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Afghanistan Is Hard, not Hopeless

Today’s newspapers bring a slew of interesting articles about Afghanistan:

In the Washington Post, Ann Scott Tyson recounts an inspiring story of heroism by a team of Green Berets who are now being awarded 10 Silver Stars, ” the highest number of such awards given to the elite troops for a single engagement since the Vietnam War.” A brief summary of their
achievements hardly does justice to the depth of their heroism and daring atop a 10,000-foot mountain: “A harrowing, nearly seven-hour battle unfolded on that mountainside in Afghanistan’s Nuristan province on April 6, as [Capt. Kyle] Walton, his team and a few dozen Afghan commandos they had trained took fire from all directions. Outnumbered, the Green Berets fought on even after half of them were wounded — four critically — and managed to subdue an estimate  150 to 200 insurgents, according to interviews with several team members and official citations.”

In the Times (London), Tom Coghlin reports on how NATO forces are indirectly financing the Taliban. Troops in Afghanistan are almost entirely dependant on supplies that arrive in the Pakistani port of Karachi and then are trucked overland. Writes Coghlin: “However, the business of moving supplies from the Pakistani port of Karachi to British, US and other military contingents  in the country is largely subcontracted to local trucking companies. These must run the gauntlet of the increasingly dangerous roads south of Kabul in convoys protected by hired gunmen from Afghan security companies. The Times has learnt that it is in the outsourcing of convoys that payoffs amounting to millions of pounds, including money from British taxpayers, are given to the Taleban.”

Such payoffs are not suprising but they are dismaying. Similar rakeoffs in Iraq from the oil industry kept insurgents there going for years but it was not necessary to bribe the terrorists into allowing U.S. supply convoys through; in Iraq they were protected by private contractors and military personnel.

In USA Today, Jim Michaels reports a related piece of bad news: “U.S. forces have sharply increased the number of airdrop supply missions in Afghanistan in the past three years, as roads have become more dangerous and allied troops have established remote outposts. The number of airdrops has increased to 800 this year from 99 in 2005, according to Central Command’s air operations center. Planes dropped 15 million pounds of cargo this year, nearly double last year’s load of 8.2 million pounds…. The number of roadside bombs and suicide attacks has risen to 1,041 this year from 224 in 2005, according to the NATO command in Afghanistan.”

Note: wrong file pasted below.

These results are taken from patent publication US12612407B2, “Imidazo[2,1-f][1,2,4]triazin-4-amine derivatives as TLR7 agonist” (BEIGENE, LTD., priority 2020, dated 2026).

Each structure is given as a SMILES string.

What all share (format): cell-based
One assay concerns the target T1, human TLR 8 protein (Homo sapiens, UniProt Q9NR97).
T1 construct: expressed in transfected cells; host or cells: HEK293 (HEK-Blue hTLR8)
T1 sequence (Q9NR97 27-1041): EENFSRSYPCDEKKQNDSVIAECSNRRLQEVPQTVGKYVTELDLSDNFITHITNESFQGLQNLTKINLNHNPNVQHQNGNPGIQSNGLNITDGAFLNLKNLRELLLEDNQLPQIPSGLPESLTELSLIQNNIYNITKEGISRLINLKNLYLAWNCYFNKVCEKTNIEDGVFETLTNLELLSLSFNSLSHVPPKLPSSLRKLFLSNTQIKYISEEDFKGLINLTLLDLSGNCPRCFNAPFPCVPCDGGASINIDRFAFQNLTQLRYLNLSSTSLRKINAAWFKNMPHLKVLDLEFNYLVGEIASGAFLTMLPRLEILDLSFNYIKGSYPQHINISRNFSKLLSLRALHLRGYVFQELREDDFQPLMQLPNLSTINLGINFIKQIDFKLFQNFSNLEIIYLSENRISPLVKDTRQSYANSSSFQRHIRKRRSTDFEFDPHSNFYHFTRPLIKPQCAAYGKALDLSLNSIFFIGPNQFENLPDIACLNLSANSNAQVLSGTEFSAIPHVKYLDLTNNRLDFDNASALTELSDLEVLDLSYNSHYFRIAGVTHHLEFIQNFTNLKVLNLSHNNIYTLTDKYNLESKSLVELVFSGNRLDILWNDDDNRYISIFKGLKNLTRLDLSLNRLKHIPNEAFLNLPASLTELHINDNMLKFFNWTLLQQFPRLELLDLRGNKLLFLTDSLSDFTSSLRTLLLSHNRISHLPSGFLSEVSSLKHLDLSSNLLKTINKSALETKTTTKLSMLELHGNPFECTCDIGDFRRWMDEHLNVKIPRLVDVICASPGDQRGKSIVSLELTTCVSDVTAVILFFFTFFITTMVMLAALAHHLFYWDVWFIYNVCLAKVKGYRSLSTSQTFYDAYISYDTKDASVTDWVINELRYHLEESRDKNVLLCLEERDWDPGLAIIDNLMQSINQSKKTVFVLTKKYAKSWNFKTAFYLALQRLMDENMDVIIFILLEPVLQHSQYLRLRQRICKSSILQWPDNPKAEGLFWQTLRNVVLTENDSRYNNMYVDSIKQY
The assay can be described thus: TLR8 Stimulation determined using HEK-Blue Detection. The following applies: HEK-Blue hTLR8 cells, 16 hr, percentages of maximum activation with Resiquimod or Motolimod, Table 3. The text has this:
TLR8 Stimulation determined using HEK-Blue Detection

It is hard to see how NATO forces can secure the roads in Pakistan. (That failure is necessitating a search for alternative supply routes.) But the failure to secure Afghanistan is a damning indictment of the state of the U.S./NATO counterinsurgency. The same situation prevailed in Iraq prior to 2007, when roads were festooned with IEDs. The Pentagon tried various high-tech solutions, none of which worked. What ultimately made the roads safe was what made the rest of the country safe (or at any rate safer): a sound counterinsurgency strategy.

In the Washington Times, Mike O’Hanlon of Brookings, one of our most astute and dispassionate military analysts, writes of his impressions after a recent visit to Afghanistan.  And he offers some good news – namely that some of the sound counterinsurgency strategies that were used so successfully in Iraq are now being applied to Afghanistan. These include “the concept of ‘clear, hold, and build,’ ” which stands in contrast to the previous approach: “Until now, NATO forces have often moved into populated areas to pursue insurgents and then pulled out once a given search and destroy operation was complete. They have then ceded control of the town back to Taliban and other insurgent forces, whereupon friendly Afghans were often killed or intimidated into never helping us again. ”

O’Hanlon concludes: “Afghanistan has a long way to go, and Gen. McKiernan is right to say the increase in U.S. forces should not be a surge but a sustained new level of commitment. …But we can and should take heart, if President-elect Obama does as he has promised and commits the United States to this war in a truly serious way for the first time. ”

Reading that reminds of how General Petraeus characterized Iraq when he arrived in early 2007: the situation, he said, was “hard” but not “hopeless.” The media naturally emphasis the former, but the latter is worth keeping in mind too.


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